John Stuart Mill, an admirer and follower of Bentham’s, extended and altered the theories of Jeremy Bentham in his 1861 book, Utilitarianism.
While Mill agreed with and enhanced much of Bentham’s theory, he disagreed with the belief that quantity of pleasure is better than quality. Mill noted that, with Bentham’s disregard for qualitative differences, there was no difference between the value of a human’s pleasure and the value of an animal’s pleasure. Thus, the moral status of humans is the same as the moral status of animals.
While Mill believed that pleasures differed in quality, he proved that quality could not be quantified (thus showing that Bentham’s felicific calculus was unreasonable). To Mill, only those people who had experienced high pleasures and low pleasures would be able to judge their quality, and this process would lead to the creation of a moral worth that would promote higher pleasures (which he believed were mostly intellectual), even if the lower pleasures (which he believed were mostly bodily) were momentarily more intense.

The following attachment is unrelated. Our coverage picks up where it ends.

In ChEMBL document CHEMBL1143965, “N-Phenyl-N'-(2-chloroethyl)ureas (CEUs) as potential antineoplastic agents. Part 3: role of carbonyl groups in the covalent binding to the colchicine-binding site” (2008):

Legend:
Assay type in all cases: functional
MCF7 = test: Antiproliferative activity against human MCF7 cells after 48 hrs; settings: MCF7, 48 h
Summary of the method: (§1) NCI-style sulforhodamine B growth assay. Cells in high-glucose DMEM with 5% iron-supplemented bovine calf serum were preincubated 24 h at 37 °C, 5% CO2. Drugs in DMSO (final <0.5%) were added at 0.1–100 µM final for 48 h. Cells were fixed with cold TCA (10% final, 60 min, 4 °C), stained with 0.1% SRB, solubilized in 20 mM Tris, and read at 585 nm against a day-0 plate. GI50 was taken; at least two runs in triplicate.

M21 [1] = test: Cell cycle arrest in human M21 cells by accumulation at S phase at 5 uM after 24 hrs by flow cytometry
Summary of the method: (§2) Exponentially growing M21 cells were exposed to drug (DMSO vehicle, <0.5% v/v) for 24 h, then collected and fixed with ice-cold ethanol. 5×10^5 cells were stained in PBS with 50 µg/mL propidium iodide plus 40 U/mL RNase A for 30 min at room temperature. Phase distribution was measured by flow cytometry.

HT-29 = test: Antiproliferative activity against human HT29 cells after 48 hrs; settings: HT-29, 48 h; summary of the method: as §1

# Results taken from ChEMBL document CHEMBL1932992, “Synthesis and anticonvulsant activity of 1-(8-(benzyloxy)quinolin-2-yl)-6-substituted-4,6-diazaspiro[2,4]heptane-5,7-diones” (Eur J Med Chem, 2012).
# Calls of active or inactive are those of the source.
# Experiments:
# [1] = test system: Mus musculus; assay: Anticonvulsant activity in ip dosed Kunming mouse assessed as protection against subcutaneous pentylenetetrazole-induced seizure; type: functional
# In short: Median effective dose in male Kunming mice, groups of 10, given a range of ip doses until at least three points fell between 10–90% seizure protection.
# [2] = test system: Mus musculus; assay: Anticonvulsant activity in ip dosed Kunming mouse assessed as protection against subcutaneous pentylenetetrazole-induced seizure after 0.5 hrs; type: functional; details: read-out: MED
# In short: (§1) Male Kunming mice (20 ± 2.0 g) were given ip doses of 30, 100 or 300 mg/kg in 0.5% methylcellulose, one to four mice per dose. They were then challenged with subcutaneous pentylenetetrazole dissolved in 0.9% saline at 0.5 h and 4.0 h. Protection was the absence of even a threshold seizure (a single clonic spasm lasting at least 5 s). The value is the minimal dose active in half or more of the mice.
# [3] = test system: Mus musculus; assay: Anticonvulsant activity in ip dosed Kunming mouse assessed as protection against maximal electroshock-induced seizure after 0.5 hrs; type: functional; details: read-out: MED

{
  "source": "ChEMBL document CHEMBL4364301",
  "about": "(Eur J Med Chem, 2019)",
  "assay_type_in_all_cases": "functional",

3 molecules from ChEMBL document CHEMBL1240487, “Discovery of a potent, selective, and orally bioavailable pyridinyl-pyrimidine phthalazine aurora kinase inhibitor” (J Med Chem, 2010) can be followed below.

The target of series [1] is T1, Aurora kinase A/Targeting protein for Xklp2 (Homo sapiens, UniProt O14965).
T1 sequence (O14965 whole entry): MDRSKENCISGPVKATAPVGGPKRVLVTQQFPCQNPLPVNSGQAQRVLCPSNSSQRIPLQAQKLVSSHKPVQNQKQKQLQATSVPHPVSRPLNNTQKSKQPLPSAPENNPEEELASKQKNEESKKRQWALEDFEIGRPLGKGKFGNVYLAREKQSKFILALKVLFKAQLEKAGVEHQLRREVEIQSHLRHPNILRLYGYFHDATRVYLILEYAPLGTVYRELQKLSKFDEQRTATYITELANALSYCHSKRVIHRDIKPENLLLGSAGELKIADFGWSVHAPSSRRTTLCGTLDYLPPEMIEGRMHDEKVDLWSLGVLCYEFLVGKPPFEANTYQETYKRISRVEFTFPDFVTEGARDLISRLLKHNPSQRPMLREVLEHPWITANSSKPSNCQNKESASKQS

According to Mill, happiness is difficult to attain. Thus, instead of seeking pleasure, people are morally justified to instead seek out a way to reduce their total amount of pain with their actions. Mill’s form of utilitarianism also allowed for the ability to sacrifice pleasure and experience pain if the result is for the greater good of everyone.
Mill responds to critics who claim that utilitarianism asks too much of people by explaining that most good actions are not intended for the world’s benefit, but for the benefit of individuals who make up the world. This private utility is what most people attend to, and it is rare that any person has the power to be a public benefactor.